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L. George Buck

Little Rock, AR, 1933 - 2021

Rev. L. George Buck, PhD, former director of Pastoral Care and Education at the University of Arkansas for Medical Sciences, passed away early Wednesday, May 12, 2021, following a prolonged illness. Born March 2, 1933, he was the youngest of four children of Reverend Francis E. Buck and Velma Mead Buck. As the son of a Methodist minister, George lived in several towns growing up. He attended grade school in a one room schoolhouse on the Potawatomi Native Reservation where his father was appointed to serve a mission church. When he was fourteen years old, his father passed away. As the Korean War began, he and his brother dropped out of high school and joined the Navy spending four years in the amphibian branch in Japan and Korea. Following his discharge from the Navy, George attended Emporia State University and was a member of Sigma Phi Epsilon fraternity. He graduated in 1957, with a business degree and then went on to attend Perkins School of Theology at Southern Methodist University where he completed his Bachelor of Divinity degree in 1960. George trained at the famed Menninger Clinic in what would become his life-long career, Clinical Pastoral Education. He became certified as a Chaplain Supervisor of Clinical Pastoral Training in a program founded by the progenitor of the clinical pastoral training movement, Anton Boisen. George is believed to be the last remaining chaplain who actually met Anton Boisen.
By 1962, George and his young family moved to upstate New York for five years when he became Chaplain and Director of Clinical Pastoral Training at the Berkshire Farm for Boys. In 1967, he was offered a position as Director of Pastoral Care and Pastoral Training at the Austin State Hospital in Austin, Texas. During the 25 years spent there, George earned a Masters of Sacred Theology from the Episcopal Theological Seminary of the Southwest and a Ph.D. in Pastoral Care and Counseling from Carnegie Mellon University in New York. From 1963 to his retirement in 2016, George served as a Clinical Pastoral Education Supervisor and Director of Pastoral Care and Education in various institutions and hospitals from New York to Texas. In 1994, George accepted the position as Director of Pastoral Care and Clinical Pastoral Education at UAMS and served there for the remainder of his career, retiring in 2016.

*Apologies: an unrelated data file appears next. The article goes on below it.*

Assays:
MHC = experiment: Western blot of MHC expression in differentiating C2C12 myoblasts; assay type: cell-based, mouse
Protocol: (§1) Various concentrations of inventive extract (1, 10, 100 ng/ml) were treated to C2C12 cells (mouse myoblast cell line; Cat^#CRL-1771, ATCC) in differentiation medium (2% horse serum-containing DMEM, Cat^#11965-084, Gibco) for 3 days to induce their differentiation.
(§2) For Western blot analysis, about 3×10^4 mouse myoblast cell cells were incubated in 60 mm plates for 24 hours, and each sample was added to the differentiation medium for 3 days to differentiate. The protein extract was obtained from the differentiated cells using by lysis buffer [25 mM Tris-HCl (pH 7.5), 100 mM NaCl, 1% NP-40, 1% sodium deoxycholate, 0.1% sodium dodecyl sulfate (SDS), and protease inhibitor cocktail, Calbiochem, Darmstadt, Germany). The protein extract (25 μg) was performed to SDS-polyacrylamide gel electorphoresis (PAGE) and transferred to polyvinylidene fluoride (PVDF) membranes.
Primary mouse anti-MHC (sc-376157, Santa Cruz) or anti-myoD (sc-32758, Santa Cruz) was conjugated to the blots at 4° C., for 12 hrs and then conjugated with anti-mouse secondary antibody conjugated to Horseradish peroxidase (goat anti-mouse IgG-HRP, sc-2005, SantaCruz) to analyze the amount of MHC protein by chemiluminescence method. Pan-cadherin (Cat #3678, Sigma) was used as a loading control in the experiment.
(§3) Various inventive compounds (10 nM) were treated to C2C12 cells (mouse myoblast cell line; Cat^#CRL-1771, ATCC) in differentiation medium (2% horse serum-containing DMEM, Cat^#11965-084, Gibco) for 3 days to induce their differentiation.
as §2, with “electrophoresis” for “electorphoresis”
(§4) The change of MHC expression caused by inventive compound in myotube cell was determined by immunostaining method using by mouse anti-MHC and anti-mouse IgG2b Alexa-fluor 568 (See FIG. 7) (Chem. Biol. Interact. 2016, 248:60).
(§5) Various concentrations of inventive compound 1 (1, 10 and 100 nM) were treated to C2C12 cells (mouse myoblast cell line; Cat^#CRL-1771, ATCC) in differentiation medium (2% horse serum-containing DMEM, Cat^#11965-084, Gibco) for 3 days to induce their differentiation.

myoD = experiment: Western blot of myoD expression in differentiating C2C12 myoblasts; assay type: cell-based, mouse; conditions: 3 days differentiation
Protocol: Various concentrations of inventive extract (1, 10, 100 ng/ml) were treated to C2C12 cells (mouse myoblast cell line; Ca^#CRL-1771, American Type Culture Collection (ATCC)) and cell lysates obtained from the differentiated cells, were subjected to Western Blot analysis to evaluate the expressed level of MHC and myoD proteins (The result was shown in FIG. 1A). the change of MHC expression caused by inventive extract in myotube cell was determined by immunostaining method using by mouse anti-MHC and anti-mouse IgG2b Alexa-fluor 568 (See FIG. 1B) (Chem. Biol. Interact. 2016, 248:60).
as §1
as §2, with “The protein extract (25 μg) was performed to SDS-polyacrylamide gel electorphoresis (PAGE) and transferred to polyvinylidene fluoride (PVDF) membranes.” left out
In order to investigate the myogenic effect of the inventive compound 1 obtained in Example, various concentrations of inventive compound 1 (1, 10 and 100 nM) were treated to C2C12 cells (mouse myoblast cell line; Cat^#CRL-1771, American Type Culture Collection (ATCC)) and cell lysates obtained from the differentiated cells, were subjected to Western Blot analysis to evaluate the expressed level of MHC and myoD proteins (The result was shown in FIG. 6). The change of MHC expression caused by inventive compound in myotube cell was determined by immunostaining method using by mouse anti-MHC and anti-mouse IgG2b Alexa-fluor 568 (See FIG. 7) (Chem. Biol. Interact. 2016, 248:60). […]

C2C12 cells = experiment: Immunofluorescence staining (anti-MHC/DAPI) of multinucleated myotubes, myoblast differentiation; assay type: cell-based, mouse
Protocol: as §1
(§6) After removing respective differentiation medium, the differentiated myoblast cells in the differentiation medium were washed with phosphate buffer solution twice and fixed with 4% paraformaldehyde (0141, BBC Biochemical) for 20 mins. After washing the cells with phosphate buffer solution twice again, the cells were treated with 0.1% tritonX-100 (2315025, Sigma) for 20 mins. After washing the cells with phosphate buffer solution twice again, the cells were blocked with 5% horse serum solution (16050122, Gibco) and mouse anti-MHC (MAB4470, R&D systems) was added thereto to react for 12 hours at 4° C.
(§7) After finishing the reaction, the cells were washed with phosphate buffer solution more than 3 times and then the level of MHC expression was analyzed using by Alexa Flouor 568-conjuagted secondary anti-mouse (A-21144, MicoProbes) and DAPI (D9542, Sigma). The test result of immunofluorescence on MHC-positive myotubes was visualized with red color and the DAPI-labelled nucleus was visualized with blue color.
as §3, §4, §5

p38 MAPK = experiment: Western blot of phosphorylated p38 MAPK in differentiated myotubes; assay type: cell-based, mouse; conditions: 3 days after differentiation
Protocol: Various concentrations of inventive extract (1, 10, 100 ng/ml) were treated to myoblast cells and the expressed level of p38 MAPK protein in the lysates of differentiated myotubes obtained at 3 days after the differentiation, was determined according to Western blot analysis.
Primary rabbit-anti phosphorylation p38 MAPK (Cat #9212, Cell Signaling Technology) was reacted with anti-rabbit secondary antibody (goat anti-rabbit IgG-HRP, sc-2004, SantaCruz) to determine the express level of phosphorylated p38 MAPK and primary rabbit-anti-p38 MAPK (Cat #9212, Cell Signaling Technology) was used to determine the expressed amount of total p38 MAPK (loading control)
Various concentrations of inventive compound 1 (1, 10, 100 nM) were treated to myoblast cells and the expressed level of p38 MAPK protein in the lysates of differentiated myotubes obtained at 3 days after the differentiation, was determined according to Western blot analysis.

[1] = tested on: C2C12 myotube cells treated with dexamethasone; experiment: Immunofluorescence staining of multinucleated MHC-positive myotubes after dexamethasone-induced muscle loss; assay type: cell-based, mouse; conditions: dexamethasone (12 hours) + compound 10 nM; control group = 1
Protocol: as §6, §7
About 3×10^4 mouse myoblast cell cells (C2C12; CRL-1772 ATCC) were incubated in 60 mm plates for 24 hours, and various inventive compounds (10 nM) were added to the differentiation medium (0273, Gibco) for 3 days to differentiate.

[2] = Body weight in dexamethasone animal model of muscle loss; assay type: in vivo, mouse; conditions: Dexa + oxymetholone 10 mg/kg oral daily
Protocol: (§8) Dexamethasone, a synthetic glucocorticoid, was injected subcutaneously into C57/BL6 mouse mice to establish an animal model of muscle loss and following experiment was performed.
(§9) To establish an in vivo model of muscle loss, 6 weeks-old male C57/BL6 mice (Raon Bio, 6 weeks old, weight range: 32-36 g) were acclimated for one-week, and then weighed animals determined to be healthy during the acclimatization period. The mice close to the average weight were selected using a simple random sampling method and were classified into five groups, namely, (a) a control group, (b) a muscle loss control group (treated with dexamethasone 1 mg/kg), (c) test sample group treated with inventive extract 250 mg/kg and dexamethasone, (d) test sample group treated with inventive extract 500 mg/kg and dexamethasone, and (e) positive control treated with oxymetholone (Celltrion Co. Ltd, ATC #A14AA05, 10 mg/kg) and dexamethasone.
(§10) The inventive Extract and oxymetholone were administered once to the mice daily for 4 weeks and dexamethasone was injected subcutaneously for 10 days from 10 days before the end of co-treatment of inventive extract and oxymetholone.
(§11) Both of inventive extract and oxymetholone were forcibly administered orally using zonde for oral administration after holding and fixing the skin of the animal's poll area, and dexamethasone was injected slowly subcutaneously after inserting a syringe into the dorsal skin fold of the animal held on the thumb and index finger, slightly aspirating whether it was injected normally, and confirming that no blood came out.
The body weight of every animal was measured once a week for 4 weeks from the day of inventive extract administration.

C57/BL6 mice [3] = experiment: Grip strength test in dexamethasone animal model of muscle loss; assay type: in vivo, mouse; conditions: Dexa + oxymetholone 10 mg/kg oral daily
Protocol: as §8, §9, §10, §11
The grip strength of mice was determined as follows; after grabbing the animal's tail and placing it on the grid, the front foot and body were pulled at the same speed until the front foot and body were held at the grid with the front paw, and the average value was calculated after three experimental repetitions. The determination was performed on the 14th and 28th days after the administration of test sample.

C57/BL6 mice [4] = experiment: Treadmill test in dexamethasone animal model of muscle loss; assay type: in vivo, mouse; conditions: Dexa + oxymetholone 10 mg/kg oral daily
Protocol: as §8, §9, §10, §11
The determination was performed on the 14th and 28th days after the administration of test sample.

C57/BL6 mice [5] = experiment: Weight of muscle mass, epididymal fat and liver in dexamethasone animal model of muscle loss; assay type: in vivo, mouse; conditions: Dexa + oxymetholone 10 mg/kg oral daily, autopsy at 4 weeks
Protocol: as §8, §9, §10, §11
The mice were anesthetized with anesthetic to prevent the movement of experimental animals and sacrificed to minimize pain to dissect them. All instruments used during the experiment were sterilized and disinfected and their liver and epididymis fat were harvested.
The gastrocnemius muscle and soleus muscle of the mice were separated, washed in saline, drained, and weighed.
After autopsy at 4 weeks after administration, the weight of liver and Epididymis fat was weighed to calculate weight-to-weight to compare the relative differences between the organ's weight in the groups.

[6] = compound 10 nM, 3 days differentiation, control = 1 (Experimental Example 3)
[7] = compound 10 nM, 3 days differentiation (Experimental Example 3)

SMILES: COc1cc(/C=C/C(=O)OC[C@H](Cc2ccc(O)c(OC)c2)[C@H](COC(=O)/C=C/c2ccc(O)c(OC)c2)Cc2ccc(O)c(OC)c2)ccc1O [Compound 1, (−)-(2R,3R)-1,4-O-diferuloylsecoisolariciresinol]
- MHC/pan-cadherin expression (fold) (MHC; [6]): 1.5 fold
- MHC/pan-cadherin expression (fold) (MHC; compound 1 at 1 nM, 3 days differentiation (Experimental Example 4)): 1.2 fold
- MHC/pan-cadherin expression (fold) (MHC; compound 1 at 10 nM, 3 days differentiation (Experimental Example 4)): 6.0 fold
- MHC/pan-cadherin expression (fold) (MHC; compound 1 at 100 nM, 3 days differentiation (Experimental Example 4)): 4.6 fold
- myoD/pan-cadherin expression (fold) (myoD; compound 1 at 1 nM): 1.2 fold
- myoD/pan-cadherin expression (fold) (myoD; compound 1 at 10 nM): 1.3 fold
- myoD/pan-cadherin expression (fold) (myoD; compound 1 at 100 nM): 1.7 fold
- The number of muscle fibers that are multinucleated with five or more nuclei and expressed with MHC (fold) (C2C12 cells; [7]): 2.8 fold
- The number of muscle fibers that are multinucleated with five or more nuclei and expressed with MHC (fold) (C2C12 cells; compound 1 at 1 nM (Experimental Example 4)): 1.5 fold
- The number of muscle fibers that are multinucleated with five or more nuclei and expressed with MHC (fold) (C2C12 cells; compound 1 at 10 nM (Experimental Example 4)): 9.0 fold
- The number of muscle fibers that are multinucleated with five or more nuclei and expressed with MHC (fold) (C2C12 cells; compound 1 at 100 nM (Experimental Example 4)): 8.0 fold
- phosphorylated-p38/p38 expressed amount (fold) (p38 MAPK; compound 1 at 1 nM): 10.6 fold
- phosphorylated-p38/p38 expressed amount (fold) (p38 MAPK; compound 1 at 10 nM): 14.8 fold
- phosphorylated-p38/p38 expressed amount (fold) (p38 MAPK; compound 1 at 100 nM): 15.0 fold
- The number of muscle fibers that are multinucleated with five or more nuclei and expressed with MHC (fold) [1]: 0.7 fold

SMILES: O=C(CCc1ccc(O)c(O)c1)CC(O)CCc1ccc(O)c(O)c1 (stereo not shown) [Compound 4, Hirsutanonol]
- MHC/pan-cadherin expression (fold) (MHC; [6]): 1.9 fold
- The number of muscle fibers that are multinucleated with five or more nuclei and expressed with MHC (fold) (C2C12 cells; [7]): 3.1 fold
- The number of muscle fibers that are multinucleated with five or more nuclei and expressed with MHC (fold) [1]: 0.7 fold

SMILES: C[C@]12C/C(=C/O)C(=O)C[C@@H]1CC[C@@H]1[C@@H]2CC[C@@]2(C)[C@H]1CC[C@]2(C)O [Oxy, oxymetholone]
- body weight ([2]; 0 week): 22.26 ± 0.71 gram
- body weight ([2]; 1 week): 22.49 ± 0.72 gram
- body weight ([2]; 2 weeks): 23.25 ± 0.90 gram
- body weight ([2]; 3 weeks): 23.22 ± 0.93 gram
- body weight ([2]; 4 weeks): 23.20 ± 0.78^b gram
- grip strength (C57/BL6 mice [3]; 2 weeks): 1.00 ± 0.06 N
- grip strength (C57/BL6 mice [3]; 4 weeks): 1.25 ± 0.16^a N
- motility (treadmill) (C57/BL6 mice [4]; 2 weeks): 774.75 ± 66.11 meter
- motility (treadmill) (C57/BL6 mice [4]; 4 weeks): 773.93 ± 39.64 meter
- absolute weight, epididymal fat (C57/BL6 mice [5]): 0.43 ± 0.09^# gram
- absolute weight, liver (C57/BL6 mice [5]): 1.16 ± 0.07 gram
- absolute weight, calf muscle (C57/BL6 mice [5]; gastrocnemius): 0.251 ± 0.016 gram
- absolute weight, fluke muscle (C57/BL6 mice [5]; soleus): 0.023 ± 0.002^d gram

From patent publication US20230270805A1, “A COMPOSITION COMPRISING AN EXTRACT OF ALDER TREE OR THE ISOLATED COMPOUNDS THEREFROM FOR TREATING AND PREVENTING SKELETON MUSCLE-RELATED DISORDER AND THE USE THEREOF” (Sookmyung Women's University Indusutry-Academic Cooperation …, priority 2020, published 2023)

Shortly after George moved to Little Rock, George met Virginia Rowland at a Valentine's Day Dance sponsored by a Sunday School class through his church. After George introduced himself, the two talked and laughed the rest of the night. They met for lunch the next day and found they had many common interests such as politics, music, and antiques. They were married in February, exactly a year after they met. They enjoyed entertaining and celebrating holidays and meals with friends and family, and they loved traveling throughout the United States as well as to far-away locales such as Rome, Athens, Istanbul, Germany, and France.
George was predeceased by his parents, his three older siblings, and the mother of his two sons, Marilyn Buck. George is survived by his beloved wife of 27 years, Virginia Sue, and his two sons, Corey of Victoria, Texas, and Palmer (RuthAnne) of Austin, Texas, both of whom he was very proud. In addition, he leaves to cherish his memory two granddaughters, Taylor, and Darby; a stepdaughter, Christy Jackson (Stuart) and their children, Kate and Connor; and a stepson, Carlton Creger (Jeanelle) and their children, Emma and Nick. George also leaves behind his precious white poodle, Hamilton Buck.
The family would like to express their heartfelt appreciation to George's caregivers and staff at Presbyterian Village, his home for the past two years, as well as to Mac, Julie, Candi, and the rest of the care team at Arkansas Hospice. A very special thank you goes to Dr. William Mustain at UAMS for going above and beyond with his care and concern for George.
George's work at UAMS left an indelible mark not only on the institution and the Department of Pastoral Care, but also in the minds and hearts of hundreds of members of clergy and lay persons who were taught the art and science of caring for persons in crisis. He will be deeply missed by his friends, family, and his many students who saw him as the embodiment of care. In George's words, "Pastoral care is the art of communicating understanding love."
Donations may be made to the Clinical Pastoral Education Department at UAMS, 4301 W. Markham, Little Rock, Ark., 72205, to fund the annual CPE Retreat at Petit Jean Mountain, or to Arkansas Hospice, #2 St. Vincent's Circle, Little Rock, Ark., 72205. Plans for a celebration of George's life will be announced at a later date. Cremation arrangements are under the direction of Cremation Services of Arkansas, (501-313-5431.

Published May 15, 2021

Cremation Services of Arkansas
806 N. University, Little Rock, AR
Phone: 501-313-5431